Stop Using Internet Explorer! That’s the advice that the United States Department of Homeland Security’s Computer Emergency Readiness Team (CERT) are giving their citizens. The United Kingdom National Computer Emergency Response Team, known as CERT-UK are recommending that UK citizens do likewise.
The issue is a flaw, referred to as the Zero Day flaw, which affects Internet Explorer versions 6 through 11. It allows hackers to remotely execute code on your computers. This allows the hackers to install malware on your computer without your consent or knowledge. This malware then allows the hackers to steal personal data, gain control of your computer, or track your online usage.
The actual CERT advisory states:
“US-CERT is aware of active exploitation of a use-after-free vulnerability in Microsoft Internet Explorer. This vulnerability affects IE versions 6 through 11 and could allow unauthorized remote code execution.
US-CERT recommends that users and administrators review Microsoft Security Advisory 2963983 for mitigation actions and workarounds. Those who cannot follow Microsoft’s recommendations, such as Windows XP users, may consider employing an alternate browser.”
The flaw was discovered by the security firm, FireEye, this past Friday. FireEye said the vulnerability was especially significant as it targets more than a quarter of the browser market.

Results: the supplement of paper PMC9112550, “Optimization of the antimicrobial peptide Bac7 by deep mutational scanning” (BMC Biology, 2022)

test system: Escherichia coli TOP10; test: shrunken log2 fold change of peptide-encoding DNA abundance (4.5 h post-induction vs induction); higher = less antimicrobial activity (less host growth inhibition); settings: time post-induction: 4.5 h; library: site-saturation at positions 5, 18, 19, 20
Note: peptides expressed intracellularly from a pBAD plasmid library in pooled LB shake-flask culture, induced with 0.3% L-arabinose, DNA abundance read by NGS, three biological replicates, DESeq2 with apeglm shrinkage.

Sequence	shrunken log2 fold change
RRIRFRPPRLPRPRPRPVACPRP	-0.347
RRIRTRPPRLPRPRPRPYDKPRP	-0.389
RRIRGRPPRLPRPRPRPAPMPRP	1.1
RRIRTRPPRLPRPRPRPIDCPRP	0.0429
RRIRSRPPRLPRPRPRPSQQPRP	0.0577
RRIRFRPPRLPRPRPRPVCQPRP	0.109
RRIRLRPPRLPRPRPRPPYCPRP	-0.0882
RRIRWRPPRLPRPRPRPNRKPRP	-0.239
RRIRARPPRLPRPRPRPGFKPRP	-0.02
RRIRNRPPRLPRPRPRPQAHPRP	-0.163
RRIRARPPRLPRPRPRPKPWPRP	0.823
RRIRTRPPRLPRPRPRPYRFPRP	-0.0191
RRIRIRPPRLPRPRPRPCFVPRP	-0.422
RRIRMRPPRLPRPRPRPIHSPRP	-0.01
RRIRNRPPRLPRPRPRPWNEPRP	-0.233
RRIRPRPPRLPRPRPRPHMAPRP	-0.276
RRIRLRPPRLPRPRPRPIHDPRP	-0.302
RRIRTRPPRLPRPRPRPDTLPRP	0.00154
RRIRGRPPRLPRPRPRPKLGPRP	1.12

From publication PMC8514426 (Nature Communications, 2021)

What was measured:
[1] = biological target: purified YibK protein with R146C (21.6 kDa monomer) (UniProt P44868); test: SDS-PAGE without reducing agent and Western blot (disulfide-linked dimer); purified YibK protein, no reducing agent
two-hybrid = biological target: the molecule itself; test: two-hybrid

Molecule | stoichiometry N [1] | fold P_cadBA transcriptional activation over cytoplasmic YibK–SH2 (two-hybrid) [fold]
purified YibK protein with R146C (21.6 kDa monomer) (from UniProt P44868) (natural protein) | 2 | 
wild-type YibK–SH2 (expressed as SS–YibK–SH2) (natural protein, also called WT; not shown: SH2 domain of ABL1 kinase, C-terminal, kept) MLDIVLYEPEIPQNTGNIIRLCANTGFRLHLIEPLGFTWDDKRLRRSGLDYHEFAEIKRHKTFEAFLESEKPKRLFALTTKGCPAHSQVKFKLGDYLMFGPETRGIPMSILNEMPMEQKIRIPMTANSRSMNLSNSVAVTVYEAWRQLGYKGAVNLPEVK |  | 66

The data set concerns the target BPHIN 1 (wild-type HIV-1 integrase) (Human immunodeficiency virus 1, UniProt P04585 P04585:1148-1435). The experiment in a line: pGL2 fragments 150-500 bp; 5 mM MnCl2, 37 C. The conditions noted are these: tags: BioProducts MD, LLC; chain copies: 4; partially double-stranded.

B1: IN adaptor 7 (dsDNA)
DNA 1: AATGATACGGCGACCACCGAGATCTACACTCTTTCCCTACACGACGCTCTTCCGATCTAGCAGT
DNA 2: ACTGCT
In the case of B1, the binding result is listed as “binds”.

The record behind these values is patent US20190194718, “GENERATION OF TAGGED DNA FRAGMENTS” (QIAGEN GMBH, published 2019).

It appears that, at least for the time-being,
In its advisory, the security firm explains, “Collectively, in 2013, the vulnerable versions of IE accounted for 26.25% of the browser market.”
The group responsible for the threat, Advanced Persistent Threat (APT), has launched browser-based attacks in the past.
FireEye analysts say that the exploits by APT are “…extremely proficient at lateral movement and are difficult to track, as they typically do not reuse command and control infrastructure.”
As of this writing, Microsoft has yet to release a patch to fix the exploit. They have, however, issued Microsoft Security Advisory 2963983 which provides users a number of mitigation actions as well as workarounds.
Some of these workarounds include installing Microsoft’s Enhanced Mitigation Experience Toolkit (EMET) 4.1, setting IE Internet and Local intranet security zone settings to “High,” unregister vgx.dll, and a host of others. All of the workarounds have negative impacts such as “Applications that render VML will no longer do so.”
Windows XP users are not likely to receive a patch as Microsoft dropped all support for Windows XP as of April 8th of this year.
Regardless of what version of Windows you currently use, we highly recommend that you immediately stop using Internet Explorer (why haven’t you before?), switch your browser of choice to Google Chrome or Mozilla Firefox. If and when Microsoft does release a fix for the flaw, it’s highly recommended that you still not use IE and continue to use Chrome or Firefox for your web browsing.